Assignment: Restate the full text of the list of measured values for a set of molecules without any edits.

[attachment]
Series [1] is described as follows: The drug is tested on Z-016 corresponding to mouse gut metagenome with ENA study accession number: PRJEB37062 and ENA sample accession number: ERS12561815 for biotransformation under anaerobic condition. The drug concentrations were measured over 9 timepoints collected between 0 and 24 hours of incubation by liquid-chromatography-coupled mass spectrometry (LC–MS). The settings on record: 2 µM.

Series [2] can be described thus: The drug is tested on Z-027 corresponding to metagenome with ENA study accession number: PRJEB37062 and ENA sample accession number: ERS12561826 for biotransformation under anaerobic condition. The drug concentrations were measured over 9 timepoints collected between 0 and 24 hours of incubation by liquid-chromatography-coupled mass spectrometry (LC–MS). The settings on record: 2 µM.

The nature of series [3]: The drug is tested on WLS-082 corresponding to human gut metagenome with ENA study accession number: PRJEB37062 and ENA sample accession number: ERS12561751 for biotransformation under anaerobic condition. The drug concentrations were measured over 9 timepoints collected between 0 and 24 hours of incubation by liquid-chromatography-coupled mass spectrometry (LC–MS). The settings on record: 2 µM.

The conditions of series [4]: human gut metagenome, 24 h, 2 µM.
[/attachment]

Series [1] is described as follows: The drug is tested on Z-016 corresponding to mouse gut metagenome with ENA study accession number: PRJEB37062 and ENA sample accession number: ERS12561815 for biotransformation under anaerobic condition. The drug concentrations were measured over 9 timepoints collected between 0 and 24 hours of incubation by liquid-chromatography-coupled mass spectrometry (LC–MS). The settings on record: 2 µM.

Series [2] can be described thus: The drug is tested on Z-027 corresponding to metagenome with ENA study accession number: PRJEB37062 and ENA sample accession number: ERS12561826 for biotransformation under anaerobic condition. The drug concentrations were measured over 9 timepoints collected between 0 and 24 hours of incubation by liquid-chromatography-coupled mass spectrometry (LC–MS). The settings on record: 2 µM.

The nature of series [3]: The drug is tested on WLS-082 corresponding to human gut metagenome with ENA study accession number: PRJEB37062 and ENA sample accession number: ERS12561751 for biotransformation under anaerobic condition. The drug concentrations were measured over 9 timepoints collected between 0 and 24 hours of incubation by liquid-chromatography-coupled mass spectrometry (LC–MS). The settings on record: 2 µM.

The conditions of series [4]: human gut metagenome, 24 h, 2 µM.